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Cell   /sɛl/   Listen
Cell

noun
1.
Any small compartment.
2.
(biology) the basic structural and functional unit of all organisms; they may exist as independent units of life (as in monads) or may form colonies or tissues as in higher plants and animals.
3.
A device that delivers an electric current as the result of a chemical reaction.  Synonym: electric cell.
4.
A small unit serving as part of or as the nucleus of a larger political movement.  Synonym: cadre.
5.
A hand-held mobile radiotelephone for use in an area divided into small sections, each with its own short-range transmitter/receiver.  Synonyms: cellphone, cellular phone, cellular telephone, mobile phone.
6.
Small room in which a monk or nun lives.  Synonym: cubicle.
7.
A room where a prisoner is kept.  Synonyms: jail cell, prison cell.



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"Cell" Quotes from Famous Books



... the planet. Geology has no evidence whatever to offer as to whence or how life came. All analogies lead us to believe that its appearance must have been sudden. Its earliest forms are unknown, but analogy suggests that as every living creature has developed from a single cell, so the earliest organisms upon the globe—the germs from which all later life is supposed to have been evolved—were tiny, unicellular masses of protoplasm, resembling the amoeba of to-day in ...
— The Elements of Geology • William Harmon Norton

... first words, she became a living, breathing, lovely, and lovable woman. All of the young man's chivalry leaped to the call. He had gone back several centuries. In feeling, he was a knight-errant rescuing beauty in distress from a dungeon cell. To the girl, he was a reckless young person with a dirty face and eyes that gave confidence. But, though a knight-errant, Ford was a modern knight-errant. He wasted no time in explanations ...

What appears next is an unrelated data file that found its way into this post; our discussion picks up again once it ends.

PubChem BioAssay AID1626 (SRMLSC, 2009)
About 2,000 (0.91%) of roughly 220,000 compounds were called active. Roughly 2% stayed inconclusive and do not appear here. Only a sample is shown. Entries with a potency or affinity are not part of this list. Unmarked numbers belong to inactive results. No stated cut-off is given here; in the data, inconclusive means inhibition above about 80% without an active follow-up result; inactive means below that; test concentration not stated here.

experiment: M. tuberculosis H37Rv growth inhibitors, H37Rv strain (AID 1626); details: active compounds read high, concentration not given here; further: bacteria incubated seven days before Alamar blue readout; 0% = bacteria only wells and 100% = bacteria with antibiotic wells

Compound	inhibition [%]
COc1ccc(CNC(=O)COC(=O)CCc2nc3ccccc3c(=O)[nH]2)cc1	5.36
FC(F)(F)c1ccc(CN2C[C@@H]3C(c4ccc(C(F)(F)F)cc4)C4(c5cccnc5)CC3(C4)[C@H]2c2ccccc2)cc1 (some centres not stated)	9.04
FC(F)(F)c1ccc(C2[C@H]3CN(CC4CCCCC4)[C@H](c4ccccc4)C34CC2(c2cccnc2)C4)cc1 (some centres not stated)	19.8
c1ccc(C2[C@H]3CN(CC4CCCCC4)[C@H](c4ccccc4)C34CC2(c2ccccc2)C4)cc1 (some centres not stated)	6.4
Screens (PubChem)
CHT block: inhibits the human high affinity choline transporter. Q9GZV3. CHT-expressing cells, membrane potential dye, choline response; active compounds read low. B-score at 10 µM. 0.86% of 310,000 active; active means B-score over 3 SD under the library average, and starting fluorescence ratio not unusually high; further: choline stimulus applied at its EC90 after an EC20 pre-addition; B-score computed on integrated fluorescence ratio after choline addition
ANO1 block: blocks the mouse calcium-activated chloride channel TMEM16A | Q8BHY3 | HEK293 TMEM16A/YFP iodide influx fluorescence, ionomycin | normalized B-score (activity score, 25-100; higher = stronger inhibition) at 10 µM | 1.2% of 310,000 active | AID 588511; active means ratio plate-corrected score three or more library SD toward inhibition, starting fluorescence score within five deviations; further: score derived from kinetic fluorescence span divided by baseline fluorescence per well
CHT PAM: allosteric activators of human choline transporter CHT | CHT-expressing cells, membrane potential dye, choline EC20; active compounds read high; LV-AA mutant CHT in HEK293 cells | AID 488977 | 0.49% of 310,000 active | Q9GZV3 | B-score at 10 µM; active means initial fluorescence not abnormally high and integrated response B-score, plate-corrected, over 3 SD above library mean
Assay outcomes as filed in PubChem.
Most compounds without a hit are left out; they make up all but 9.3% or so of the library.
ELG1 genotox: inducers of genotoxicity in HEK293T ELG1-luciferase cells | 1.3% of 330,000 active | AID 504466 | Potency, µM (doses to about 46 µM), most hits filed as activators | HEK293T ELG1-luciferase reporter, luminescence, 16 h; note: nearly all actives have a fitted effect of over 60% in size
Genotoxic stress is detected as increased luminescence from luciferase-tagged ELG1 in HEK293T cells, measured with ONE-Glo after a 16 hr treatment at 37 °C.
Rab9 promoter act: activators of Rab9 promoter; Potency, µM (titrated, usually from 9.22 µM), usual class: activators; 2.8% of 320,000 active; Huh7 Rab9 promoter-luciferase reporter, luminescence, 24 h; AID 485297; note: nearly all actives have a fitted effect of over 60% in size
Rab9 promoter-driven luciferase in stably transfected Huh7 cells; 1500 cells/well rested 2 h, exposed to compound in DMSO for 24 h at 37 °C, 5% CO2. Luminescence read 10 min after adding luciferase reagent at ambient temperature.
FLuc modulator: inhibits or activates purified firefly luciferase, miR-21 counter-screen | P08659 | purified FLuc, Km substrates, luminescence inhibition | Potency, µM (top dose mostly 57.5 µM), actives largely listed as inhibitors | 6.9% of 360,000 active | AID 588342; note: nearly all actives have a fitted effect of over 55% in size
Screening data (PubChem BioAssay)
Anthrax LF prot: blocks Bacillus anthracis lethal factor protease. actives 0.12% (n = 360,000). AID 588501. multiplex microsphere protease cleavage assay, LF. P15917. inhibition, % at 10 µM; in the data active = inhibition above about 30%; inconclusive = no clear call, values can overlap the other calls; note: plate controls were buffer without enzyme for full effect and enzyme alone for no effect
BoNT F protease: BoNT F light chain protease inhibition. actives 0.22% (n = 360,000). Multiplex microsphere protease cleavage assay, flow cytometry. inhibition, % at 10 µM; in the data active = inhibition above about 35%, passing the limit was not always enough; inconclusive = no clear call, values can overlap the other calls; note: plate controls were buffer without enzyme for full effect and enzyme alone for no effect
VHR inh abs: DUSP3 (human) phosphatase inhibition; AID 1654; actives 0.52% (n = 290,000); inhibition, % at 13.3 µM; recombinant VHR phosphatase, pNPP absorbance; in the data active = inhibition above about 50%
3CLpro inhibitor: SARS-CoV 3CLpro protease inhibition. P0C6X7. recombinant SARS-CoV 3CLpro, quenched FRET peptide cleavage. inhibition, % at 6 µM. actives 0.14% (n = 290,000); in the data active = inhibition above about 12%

— The Lost House • Richard Harding Davis

... over that too," Harry replied; "but, you see, it would be necessary to get several men to work together. One might, perhaps, bribe the man who has charge of the cell, but there would be other warders, and the guard at the gate, and the latter are changed every day. I do not see how that ...
— In the Reign of Terror - The Adventures of a Westminster Boy • G. A. Henty

... disarm Sam Opdyke an' put him under arrest fer contempt. An', Mr. Sheriff, when I says ter arrest him ... I mean to put him in ther jail ... an' I don't only mean to put him in ther jail but in a cell and leave him there till this co'te gets ready for him. When this co'te is ready, it will let you know." He paused there in the dead hush of an amazed audience, then continued on an even key: "An', Mr. Sheriff, if there's any disquiet ...
— The Roof Tree • Charles Neville Buck

... second floor; and this last is of the lower floor. I give them to you in trust.' I took them from his hand, and he said, further, 'Now you have the keys and the maps; go immediately, and acquaint yourself with the whole arrangement; visit each cell, and see to its condition. When anything is needed for the security of a prisoner, order it according to your judgment, for you are the master under ...
— Ben-Hur: A Tale of the Christ • Lew Wallace

... electric bell removed. Night after night police, customs, and post-office officials sat in secret conference over the mysterious threads of the Baltic smuggling conspiracy now being gathered up while Mr. Adolph Lilienthal languished in a private cell in Ludlow Street jail. ...
— The Midnight Passenger • Richard Henry Savage

... No voice or hideous hum Runs thro' the arched roof in words deceiving. Apollo from his shrine Can no more divine, With hollow shriek the steep of Delphos leaving. No nightly trance or breathed spell Inspires the pale-ey'd priest from the prophetic cell. ...